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Cancer Immunology, Immunotherapy

, Volume 59, Issue 4, pp 519–527 | Cite as

A B-cell lymphoma vaccine using a depot formulation of interleukin-2 induces potent antitumor immunity despite increased numbers of intratumoral regulatory T cells

  • Sofía Grille
  • Andreína Brugnini
  • Martha Nese
  • Esteban Corley
  • Frank W. Falkenberg
  • Daniela Lens
  • José A. Chabalgoity
Original Article

Abstract

Therapeutic vaccination holds great potential as complementary treatment for non-Hodgkin’s lymphoma. Here, we report that a therapeutic whole cell vaccine formulated with IL-2 adsorbed onto aluminum hydroxide as cytokine-depot formulation elicits potent antitumor immunity and induces delayed tumor growth, control of tumor dissemination and longer survival in mice challenged with A20-lymphoma. Therapeutic vaccination induced higher numbers of tumor’s infiltrating lymphocytes (CD4+ and CD8+ T cells and NK cells), and the production of IFN-γ and IL-4 by intratumoral CD4+ T cells. Further, strong tumor antigen-specific cellular responses were detected at systemic level. Both the A20-derived antigenic material and the IL-2 depot formulation were required for induction of an effective immune response that impacted on cancer progression. All mice receiving any form of IL-2, either as part of the vaccine or alone as control, showed higher numbers of CD4+CD25+/highFoxp3+ regulatory T cells (Treg) in the tumor, which might have a role in tumor progression in these animals. Nevertheless, for those animals that received the cytokine as part of the vaccine formulation, the overall effect was improved immune response and less disseminated disease, suggesting that therapeutic vaccination overcomes the potential detrimental effect of intratumoral Treg cells. Overall, the results presented here show that a simple vaccine formulation, that can be easily prepared under GMP conditions, is a promising strategy to be used in B-cell lymphoma and may have enough merit to be tested in clinical trials.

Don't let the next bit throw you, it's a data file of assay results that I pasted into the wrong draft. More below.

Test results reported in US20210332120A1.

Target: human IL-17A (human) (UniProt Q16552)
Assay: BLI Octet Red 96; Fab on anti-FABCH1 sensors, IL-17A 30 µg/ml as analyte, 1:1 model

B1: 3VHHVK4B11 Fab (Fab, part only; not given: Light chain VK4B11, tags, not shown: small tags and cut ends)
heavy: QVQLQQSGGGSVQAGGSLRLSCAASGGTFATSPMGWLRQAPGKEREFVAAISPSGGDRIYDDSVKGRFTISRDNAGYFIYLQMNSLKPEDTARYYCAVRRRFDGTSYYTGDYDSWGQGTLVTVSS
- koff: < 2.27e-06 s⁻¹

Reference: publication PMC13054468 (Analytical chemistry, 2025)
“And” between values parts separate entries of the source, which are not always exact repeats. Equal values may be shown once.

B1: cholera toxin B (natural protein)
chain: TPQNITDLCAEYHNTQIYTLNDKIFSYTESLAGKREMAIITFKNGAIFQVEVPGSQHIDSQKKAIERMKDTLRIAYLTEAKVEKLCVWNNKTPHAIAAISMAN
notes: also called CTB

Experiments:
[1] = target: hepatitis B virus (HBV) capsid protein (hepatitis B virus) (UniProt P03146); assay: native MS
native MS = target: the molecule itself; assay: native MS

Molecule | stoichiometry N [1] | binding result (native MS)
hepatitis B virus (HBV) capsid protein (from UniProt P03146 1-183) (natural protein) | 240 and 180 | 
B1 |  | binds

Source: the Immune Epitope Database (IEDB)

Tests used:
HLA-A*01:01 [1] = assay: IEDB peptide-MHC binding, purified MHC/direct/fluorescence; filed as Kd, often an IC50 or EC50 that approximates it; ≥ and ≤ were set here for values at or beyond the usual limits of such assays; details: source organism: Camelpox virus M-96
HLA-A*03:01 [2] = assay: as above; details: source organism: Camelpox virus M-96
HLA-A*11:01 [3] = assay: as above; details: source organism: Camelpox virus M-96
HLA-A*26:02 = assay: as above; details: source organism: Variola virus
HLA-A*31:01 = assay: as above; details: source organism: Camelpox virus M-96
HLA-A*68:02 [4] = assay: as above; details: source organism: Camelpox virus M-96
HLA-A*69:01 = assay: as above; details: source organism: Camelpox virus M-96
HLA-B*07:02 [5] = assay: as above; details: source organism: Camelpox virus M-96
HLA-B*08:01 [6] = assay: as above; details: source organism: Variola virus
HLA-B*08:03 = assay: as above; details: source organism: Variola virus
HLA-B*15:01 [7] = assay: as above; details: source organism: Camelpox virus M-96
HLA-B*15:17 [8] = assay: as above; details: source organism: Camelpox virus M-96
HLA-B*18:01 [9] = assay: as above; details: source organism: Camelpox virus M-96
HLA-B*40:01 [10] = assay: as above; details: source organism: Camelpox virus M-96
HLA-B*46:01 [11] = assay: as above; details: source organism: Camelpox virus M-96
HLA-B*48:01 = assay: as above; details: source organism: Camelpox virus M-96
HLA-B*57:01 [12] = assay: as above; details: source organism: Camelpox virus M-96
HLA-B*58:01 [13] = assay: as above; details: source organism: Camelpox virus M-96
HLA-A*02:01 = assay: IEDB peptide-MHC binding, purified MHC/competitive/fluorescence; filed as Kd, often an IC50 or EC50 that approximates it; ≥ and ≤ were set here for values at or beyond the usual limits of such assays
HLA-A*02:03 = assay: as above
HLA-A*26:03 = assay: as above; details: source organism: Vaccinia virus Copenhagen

Keywords

Lymphoma Vaccine Interleukin-2 Aluminum hydroxide Regulatory T cells 

Notes

Acknowledgments

This work was partially supported by a grant from the Comisión Sectorial de Investigación Científica (CSIC). Universidad de la República. Uruguay. S. Grille was funded by a scholarship of ProInBio, Uruguay and CSIC. The authors thank Prof. Dr. Miguel Torres and Tech. Mr. Marcelo Curbelo of the Departament of Radiotherapy, Hospital de Clínicas for technical assistance. S.G. designed and performed the experiments, and analyzed data. D.L. and J.A.C. designed the experiments and analyzed data. A.B. performed the experiments, collected and analyzed data. E.C and F.W.F. contributed with vital reagents (IL-2-AL), and contributed to experimental design. M.N. analyzed the data and S.G., D.L., and J.A.C. wrote the manuscript.

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Copyright information

© Springer-Verlag 2009

Authors and Affiliations

  • Sofía Grille
    • 1
    • 2
  • Andreína Brugnini
    • 1
    • 2
  • Martha Nese
    • 3
  • Esteban Corley
    • 4
  • Frank W. Falkenberg
    • 5
  • Daniela Lens
    • 1
  • José A. Chabalgoity
    • 2
  1. 1.Departamento Básico de Medicina, Facultad de Medicina, Hospital de ClínicasUniversidad de la RepúblicaMontevideoUruguay
  2. 2.Laboratory for Vaccine Research, Department of Biotechnology, Facultad de Medicina, Instituto de HigieneUniversidad de la RepúblicaMontevideoUruguay
  3. 3.Cátedra de Hematología, Facultad de MedicinaHospital de ClínicasMontevideoUruguay
  4. 4.PCgenBuenos AiresArgentina
  5. 5.Cires Cell and Immune Research Services GmbHDortmundGermany

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